So what’s the alternative, here? Dating someone you, and no one else finds attractive just so you can feel “safe?”

Doesn’t sound great to me.

So when we choose to be with someone, we have to do a couple of things.

One, is to accept them for who they are, past and present.

Step two is to acknowledge that we are drawn to be with them because of who they are, both good and bad, past and present.

And we can look at the ego-threatening elements of spending time with them in one of two ways–we can be frustrated, wishing we could have the good without the bad.

Or, more realistically, we can accept that there is a bad occasionally challenging emotion that might come up for us as a result of their attractive qualities.

Above all: trust your boyfriend until he gives you a reason (or reasons) not to. Trust your boyfriend when he chooses you. Trust his love, his attention, his affection.

And remember that all human beings are selfish, to some extent–he’s not spending time with you because he feels sorry for you, or he’s “settling.”

He’s with you because he knows that, right now, out of all the women in the world, you are the best choice for him.

What a beautiful compliment.

If you’re struggling with insecurity in this regard, here’s what you need to discover: the unique gift you are bringing to his life which no other woman can.

Work on your self-esteem, and convince yourself of the unique spirit, energy, value you bring to his life which would be impossible for him to find anywhere else.

3.) You should be grateful for the women from his past.

I look back on my earliest relationships and cringe. Hard.

As a younger man, I didn’t begin to understand women. I made constant mistakes. I could be self-centered around the women I was seeing. I wasn’t confident enough.

Suffice it to say that I was seriously lacking, in several areas.

Today I am so grateful to the women in my past for teaching me–about love, about relationships, about women.

boyfriend's past walking on a dirt path

If you have a good boyfriend–a boyfriend who is kind, empathetic, respectful, confident–I can just about guarantee that his greatest teachers have been women, not men.

I have learned far, far more about relationships, communication, masculine and feminine polarity, empathy from woman compared to men. The same is almost certainly true of your boyfriend.

So if you met your boyfriend before he knew the women from his past, before he had those experiences, those lessons, you’d likely be disappointed.

You probably wouldn’t even be attracted to him.

If your boyfriend had been a virgin, or extremely inexperienced when you met him, take it from me: he wouldn’t know much about women.

So if your boyfriend came to you as a “clean slate,” he wouldn’t know anything about how (and how not) to treat you–what you want, what you don’t, how to communicate with you, how to turn you on. Of course, every woman is different, and you are no doubt different from the women from his past. However, your boyfriend would be a shell of the man he is today without his past dating experiences–and, in short, he probably wouldn’t know what to do with you.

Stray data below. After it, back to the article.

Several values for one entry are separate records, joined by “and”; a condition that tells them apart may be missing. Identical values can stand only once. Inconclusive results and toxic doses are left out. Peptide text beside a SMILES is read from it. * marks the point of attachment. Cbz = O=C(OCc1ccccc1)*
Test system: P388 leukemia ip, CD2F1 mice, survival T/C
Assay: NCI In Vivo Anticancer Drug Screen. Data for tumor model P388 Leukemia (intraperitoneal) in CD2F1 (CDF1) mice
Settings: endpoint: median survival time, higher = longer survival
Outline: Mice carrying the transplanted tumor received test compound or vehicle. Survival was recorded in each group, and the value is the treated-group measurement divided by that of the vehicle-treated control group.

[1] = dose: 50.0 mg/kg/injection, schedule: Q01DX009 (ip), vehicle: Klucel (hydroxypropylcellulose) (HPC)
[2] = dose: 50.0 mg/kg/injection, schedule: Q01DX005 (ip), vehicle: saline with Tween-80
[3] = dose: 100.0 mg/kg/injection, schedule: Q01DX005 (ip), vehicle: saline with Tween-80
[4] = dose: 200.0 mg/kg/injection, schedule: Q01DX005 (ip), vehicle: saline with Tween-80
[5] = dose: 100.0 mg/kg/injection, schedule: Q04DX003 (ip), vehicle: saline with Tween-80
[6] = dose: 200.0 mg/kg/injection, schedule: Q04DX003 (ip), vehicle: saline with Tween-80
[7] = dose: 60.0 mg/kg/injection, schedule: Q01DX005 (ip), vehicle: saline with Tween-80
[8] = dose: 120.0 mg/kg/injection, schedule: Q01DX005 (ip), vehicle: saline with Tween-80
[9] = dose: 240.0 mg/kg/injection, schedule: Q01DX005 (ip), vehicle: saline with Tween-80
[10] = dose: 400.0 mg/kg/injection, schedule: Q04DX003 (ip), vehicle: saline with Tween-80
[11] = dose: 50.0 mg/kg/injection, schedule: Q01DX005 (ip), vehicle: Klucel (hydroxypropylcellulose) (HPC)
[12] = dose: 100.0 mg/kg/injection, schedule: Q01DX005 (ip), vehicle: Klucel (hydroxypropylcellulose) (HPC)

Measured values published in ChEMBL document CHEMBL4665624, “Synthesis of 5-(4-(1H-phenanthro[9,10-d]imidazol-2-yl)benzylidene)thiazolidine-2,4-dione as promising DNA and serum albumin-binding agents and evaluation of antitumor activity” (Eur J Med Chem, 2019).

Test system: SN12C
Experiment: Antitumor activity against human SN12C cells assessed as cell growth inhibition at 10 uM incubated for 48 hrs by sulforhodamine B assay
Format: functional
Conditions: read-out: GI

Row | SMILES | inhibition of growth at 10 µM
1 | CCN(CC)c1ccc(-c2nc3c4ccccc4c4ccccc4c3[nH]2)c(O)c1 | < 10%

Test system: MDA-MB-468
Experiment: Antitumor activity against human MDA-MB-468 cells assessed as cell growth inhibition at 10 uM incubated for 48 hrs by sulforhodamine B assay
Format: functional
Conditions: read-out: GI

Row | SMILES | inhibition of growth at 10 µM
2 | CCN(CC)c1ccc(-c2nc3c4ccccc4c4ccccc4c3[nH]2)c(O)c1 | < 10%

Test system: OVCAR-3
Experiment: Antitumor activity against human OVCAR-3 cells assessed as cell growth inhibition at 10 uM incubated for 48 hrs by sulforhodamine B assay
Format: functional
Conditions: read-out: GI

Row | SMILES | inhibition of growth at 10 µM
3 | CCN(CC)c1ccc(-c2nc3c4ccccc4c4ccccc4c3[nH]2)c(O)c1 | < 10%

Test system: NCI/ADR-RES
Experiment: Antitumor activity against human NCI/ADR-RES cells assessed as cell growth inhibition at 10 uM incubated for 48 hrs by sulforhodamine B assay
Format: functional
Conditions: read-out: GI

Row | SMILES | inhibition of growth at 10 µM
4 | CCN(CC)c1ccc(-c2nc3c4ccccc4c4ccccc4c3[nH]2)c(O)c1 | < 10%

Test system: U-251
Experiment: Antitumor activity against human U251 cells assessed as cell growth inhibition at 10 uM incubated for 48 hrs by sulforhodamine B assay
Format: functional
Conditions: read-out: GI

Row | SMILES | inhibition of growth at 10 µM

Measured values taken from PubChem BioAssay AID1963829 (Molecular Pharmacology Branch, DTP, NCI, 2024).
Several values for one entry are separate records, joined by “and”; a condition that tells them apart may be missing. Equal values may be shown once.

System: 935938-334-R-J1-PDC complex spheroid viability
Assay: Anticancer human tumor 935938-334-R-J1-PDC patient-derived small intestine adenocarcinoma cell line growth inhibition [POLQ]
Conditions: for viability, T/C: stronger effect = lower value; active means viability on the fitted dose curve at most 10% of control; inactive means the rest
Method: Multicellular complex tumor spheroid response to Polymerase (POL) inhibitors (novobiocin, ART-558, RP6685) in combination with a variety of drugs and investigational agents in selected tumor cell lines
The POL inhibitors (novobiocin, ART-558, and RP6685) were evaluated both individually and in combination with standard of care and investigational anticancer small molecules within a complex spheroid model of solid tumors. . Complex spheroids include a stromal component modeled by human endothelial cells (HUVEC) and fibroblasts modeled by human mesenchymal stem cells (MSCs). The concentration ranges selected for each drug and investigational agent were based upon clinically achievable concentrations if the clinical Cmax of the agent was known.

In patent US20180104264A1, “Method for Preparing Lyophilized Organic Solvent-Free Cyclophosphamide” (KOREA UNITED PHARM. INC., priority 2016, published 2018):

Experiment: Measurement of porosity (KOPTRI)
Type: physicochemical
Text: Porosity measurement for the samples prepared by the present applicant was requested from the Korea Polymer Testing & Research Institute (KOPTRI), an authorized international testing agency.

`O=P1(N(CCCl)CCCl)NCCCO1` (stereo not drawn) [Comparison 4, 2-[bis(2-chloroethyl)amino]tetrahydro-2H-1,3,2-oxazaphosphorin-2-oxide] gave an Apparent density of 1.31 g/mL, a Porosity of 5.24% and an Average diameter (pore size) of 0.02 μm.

He probably couldn’t handle you.

So try to cultivate even a tiny amount of gratitude to the women from your boyfriend’s past. Depending on the severity of your retroactive jealousy, I realize that this might be very difficult for you. But if you can simply begin to warm up to this idea, just a little, I promise that you’ll feel more peace of mind.

Above all, remember:

Your boyfriend’s past is just that–his past.

If your boyfriend is anything like the overwhelming majority of other men on the planet, he’s not thinking about the women from his past. He’s thinking about the woman who has his heart right now.

Other women may have had his heart in the past, but you have his present. So ask yourself: which sounds better to you?

Now:

Most of this is pretty easy to accept intellectually.

Actually living by these principles, and discovering techniques to overcome intrusive thoughts and nagging curiosity about your boyfriend’s past is another story.

If you are having difficulty overcoming painful, unwanted thoughts and curiosity about your boyfriend’s past, you are not alone.

Click here to join Sara, and over 1000 others who have found peace of mind and mental clarity, saved their relationships, and overcome retroactive jealousy.


Zachary Stockill
Zachary Stockill

Hi! I'm a Canadian author and educator whose work has been featured in BBC News, BBC Radio 4, The Huffington Post, and many other publications. I'm the founder of RetroactiveJealousy.com, the author of Overcoming Retroactive Jealousy and The Overcoming Jealousy Workbook, and the host of Humans in Love podcast.